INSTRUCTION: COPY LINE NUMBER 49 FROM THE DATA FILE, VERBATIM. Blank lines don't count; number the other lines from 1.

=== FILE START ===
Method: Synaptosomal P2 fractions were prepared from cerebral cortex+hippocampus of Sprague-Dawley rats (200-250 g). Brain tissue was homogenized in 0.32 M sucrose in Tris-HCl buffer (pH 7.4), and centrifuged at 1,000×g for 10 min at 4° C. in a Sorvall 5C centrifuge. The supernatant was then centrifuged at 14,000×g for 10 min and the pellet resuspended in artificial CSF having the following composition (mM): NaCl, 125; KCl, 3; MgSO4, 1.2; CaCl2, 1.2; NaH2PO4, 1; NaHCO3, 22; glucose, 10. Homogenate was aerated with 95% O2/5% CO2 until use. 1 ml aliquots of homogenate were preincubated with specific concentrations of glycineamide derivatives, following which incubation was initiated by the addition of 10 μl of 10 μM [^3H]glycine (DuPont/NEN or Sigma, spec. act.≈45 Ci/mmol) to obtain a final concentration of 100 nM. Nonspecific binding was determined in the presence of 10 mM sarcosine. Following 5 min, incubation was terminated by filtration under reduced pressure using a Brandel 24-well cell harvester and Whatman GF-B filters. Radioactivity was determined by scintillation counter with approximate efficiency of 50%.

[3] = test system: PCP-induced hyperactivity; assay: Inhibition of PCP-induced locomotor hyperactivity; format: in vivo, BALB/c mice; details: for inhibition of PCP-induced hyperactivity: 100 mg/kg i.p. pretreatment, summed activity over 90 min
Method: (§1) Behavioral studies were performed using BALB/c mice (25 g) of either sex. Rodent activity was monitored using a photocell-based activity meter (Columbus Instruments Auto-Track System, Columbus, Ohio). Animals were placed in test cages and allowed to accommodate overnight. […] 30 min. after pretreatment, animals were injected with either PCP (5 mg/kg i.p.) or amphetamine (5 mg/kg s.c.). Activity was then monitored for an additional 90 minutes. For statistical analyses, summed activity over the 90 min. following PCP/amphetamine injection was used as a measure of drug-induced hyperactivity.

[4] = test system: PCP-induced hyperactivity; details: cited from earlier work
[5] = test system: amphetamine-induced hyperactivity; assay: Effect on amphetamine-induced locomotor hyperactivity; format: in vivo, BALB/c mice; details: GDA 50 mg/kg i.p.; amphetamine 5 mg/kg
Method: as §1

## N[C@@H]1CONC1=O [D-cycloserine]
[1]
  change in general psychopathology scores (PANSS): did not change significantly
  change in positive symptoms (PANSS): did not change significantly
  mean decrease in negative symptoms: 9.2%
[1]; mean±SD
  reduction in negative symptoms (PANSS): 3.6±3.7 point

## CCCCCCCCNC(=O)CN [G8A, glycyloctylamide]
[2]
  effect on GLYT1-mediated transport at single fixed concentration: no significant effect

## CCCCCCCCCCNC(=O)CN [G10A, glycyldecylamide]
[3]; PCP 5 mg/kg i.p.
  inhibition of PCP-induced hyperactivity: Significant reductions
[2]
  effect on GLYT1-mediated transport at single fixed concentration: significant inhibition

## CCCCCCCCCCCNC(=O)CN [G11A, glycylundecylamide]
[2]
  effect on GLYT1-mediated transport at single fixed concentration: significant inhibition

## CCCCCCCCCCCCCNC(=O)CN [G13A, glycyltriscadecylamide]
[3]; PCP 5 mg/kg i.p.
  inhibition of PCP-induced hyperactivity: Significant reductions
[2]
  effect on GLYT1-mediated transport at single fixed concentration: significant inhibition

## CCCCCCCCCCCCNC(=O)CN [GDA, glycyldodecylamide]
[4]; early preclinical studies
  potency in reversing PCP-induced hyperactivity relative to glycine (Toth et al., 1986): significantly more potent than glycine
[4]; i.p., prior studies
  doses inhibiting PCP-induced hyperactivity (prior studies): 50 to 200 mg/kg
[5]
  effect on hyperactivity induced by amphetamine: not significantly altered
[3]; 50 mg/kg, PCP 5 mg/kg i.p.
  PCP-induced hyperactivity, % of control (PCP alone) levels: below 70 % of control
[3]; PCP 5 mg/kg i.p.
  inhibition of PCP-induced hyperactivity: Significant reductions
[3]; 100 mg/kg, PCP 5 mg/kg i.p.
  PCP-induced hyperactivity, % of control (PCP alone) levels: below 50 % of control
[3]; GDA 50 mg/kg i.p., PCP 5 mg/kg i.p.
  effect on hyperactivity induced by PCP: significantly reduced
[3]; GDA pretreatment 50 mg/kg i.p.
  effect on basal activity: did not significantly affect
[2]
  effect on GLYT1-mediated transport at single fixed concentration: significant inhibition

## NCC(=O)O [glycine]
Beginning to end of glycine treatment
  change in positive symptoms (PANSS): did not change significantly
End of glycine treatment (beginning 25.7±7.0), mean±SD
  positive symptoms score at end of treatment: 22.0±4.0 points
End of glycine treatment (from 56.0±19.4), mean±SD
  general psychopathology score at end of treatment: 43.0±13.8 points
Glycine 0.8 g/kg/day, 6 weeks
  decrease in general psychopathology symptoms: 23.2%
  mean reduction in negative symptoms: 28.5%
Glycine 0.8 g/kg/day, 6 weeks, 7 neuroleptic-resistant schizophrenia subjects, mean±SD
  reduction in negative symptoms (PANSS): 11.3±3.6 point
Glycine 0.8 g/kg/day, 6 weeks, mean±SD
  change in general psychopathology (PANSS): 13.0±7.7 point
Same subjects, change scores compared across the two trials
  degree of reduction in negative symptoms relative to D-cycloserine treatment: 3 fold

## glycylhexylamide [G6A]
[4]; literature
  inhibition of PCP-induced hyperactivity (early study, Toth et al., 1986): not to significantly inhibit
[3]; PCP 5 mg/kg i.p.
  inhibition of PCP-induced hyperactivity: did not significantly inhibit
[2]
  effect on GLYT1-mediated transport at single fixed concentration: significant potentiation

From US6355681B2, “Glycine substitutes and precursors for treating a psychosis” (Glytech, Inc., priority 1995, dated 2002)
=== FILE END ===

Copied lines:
## NCC(=O)O [glycine]